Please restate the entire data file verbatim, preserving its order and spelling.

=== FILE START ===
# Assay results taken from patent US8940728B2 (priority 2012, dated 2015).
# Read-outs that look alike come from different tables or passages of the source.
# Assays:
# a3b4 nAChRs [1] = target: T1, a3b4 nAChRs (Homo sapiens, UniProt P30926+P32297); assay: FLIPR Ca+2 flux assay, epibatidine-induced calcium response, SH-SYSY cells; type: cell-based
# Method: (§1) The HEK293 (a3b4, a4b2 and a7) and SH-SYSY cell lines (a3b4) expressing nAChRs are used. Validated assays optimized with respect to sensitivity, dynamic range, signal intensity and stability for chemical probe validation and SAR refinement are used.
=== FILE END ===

# Assay results taken from patent US8940728B2 (priority 2012, dated 2015).
# Read-outs that look alike come from different tables or passages of the source.
# Assays:
# a3b4 nAChRs [1] = target: T1, a3b4 nAChRs (Homo sapiens, UniProt P30926+P32297); assay: FLIPR Ca+2 flux assay, epibatidine-induced calcium response, SH-SYSY cells; type: cell-based
# Method: (§1) The HEK293 (a3b4, a4b2 and a7) and SH-SYSY cell lines (a3b4) expressing nAChRs are used. Validated assays optimized with respect to sensitivity, dynamic range, signal intensity and stability for chemical probe validation and SAR refinement are used.